Peruvian agriculture hurt by Russia fertilizer export sanctions

Peru agriculture amongst those hurt in Russia fertilizer export sanctions

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Peru agriculture amongst those hurt in Russia fertilizer export sanctions

Peruvian agriculture is among those facing production delays due to global fertilizer production setbacks in the last year.

A Feb. 19 Bloomberg article, headlined, “Russia and China Have a Stranglehold on the World’s Food Security,” describes how Russia’s invasion of Ukraine a year ago, and subsequent trade sanctions, disrupted fertilizer supplies. Most-harmed is agriculture production in much of Africa.

Bloomberg reporters penned: “Russian fertilizer billionaire Andrey Melnichenko, the founder of EuroChem Group AG, argues the European Union’s sanctions regime has clogged up trade to such an extent that it’ll have caused a total curtailment of fertilizer shipments by some 13 million tons by the one-year mark of the war on Feb. 24. Melnichenko is himself subject to sanctions.”

Bloomberg reports, “The UN’s Food and Agricultural Organization set up a trade tracker last year showing that many net importers in Latin America, eastern Europe and Central Asia depend on Russia for more than 30% of all three main fertilizer ingredients.”

Ukraine Agriculture Minister Mykola Solskyi, warned in January that Europe’s breadbasket this summer’s grain harvest will be affected, since fewer nutrients were purchased and applied in the fall.

Bloomberg adds that President Joe Biden’s administration announced $500 million in grants to increase American-made fertilizer production. The U.S. produces fertilizer and also is a major importer. For now U.S. farmers still have access to plenty of nutrients. But, the publication adds, “That can’t be said of some of its neighbors. Latin America depends on imports for 83% of fertilizers applied, mostly from Russia, China and Belarus, according to the Washington-based International Food Policy Research Institute.

“That’s looking like a liability for Peru and its burgeoning agricultural industry. The Andean nation, perennially convulsed by political upheaval, has recorded a rare success story in its fruit and vegetable sector in recent years. It’s now the world’s No. 1 exporter of blueberries and a key supplier of avocados, asparagus, artichokes and mangoes in an industry predicted to be worth some $10 billion to the country this year.” But further growth and efforts to integrate smallholders into modernized industry practices have been cast in doubt as Peru struggled to access fertilizer. The previous government announced subsidies for the smallest farmers, but implementation was patchy, said Valeria Pineiro, IFPRI’s acting head for Latin America.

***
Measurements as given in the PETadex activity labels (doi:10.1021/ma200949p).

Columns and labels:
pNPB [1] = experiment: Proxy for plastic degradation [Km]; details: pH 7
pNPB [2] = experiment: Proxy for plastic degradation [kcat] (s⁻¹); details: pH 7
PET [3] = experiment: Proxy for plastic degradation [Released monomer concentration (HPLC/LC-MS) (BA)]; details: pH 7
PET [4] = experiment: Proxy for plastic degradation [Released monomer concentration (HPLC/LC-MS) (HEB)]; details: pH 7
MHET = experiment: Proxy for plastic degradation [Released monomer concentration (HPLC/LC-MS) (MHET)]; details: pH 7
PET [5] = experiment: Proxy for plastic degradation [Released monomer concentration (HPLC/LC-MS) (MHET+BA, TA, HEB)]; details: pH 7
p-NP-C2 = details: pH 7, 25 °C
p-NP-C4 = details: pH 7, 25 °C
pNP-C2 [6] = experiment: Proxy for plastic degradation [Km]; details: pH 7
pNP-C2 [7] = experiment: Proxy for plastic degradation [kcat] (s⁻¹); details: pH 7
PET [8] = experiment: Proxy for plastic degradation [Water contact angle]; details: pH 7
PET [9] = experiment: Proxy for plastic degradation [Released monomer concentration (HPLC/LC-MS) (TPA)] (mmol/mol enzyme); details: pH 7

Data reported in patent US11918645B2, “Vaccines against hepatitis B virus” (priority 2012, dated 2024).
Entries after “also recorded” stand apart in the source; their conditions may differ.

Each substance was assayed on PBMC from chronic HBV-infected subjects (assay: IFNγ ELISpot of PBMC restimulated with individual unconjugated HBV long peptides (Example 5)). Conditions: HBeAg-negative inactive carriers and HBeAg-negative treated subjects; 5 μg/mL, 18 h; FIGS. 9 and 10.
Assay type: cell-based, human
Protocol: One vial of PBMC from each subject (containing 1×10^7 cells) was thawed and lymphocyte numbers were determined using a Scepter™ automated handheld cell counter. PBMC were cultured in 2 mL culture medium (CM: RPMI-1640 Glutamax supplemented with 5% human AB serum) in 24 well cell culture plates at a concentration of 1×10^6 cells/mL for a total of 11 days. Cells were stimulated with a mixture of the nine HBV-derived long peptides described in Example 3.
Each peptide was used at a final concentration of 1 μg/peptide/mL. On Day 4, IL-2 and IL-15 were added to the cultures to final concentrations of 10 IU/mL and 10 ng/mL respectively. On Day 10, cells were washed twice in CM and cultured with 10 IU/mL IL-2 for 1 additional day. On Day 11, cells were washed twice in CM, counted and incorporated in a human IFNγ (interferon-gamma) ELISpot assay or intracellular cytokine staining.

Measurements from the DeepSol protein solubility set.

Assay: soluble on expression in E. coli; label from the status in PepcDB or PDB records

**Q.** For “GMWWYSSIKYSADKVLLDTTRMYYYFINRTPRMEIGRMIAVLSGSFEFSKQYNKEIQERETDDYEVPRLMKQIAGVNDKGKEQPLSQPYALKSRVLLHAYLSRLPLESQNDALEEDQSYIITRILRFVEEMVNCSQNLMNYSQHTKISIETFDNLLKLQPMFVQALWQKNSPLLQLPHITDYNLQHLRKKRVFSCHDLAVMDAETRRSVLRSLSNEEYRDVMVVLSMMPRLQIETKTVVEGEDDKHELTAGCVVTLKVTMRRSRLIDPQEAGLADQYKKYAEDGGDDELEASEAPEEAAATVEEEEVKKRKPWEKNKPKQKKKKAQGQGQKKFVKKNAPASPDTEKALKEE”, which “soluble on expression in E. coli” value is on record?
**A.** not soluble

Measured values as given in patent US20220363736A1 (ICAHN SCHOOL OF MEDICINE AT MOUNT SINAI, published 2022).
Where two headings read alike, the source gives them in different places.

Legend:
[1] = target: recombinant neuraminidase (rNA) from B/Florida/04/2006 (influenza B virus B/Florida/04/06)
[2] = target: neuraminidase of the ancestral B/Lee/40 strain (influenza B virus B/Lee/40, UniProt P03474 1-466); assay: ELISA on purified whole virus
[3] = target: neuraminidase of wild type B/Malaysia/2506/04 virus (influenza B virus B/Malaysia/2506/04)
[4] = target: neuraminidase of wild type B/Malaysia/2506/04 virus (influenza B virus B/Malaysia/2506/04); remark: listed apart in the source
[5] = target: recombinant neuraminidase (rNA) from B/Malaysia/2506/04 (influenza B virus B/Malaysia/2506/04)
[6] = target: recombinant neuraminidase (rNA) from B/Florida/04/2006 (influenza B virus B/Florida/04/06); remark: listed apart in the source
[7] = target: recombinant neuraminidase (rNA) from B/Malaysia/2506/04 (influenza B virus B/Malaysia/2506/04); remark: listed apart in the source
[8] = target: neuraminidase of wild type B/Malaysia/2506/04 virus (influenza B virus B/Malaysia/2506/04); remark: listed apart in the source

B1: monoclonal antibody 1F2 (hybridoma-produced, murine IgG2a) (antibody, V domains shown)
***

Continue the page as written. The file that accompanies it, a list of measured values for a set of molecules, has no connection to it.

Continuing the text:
On several occasions Peru’s government tried and failed to secure imports. In the absence of alternatives, it began supporting a program to increase use of organic fertilizers from seabird excrement, known as guano. But that doesn’t nearly cover what’s needed, said Gabriel Amaro, head of Peru’s agricultural export association AGAP. “The small farmer hasn’t necessarily been able to apply fertilizer, or has applied very little,” meaning loss of productivity and even damage to plants, he said.

Peru “is being hit hard,” said Pineiro. It’s faced with some big problems, and “they’re all political.”

Bloomberg indicates that 48 nations in Africa, Asia and Latin America are identified by the International Monetary Fund as most at risk from the shock to food and fertilizer costs fanned by Russia’s invasion of Ukraine. One year on, the upheaval caused to world fertilizer markets is seen by the UN as a key risk to food availability in 2023.

“Yet alongside humanitarian considerations, it’s the realization that much of the world relies on just a few nations for most of its fertilizers — notably Russia, its ally Belarus and China — that’s ringing alarm bells in global capitals. Just as semiconductors have become a lightning rod for geopolitical friction, so the race for fertilizers has alerted the US and its allies to a strategic dependency for an agricultural input that is a key determinant of food security.”

That’s pushed fertilizers and those who control them, Bloomberg notes,  to the forefront of the political agenda around the world. The U.S. State Department is beefing up its expertise on fertilizers, presidents are tweeting about them, they’re featuring in election campaigns, and becoming the focus of tensions between countries as well as an unlikely currency of diplomacy. They’re also being pulled into the contest of narratives over who’s to blame for the fallout from Russia’s war on Ukraine.

Last year’s jolt to the $250 billion global fertilizer industry highlighted the role of Russia and Belarus as exporters of almost a quarter of all world crop nutrients. Bloomberg continues that, while Russia’s agricultural products including the three main types of fertilizer — potash, phosphate and nitrogen — are not targeted by sanctions, exports remain curtailed through a combination of disruptions to ports, shipping, banking and insurance.

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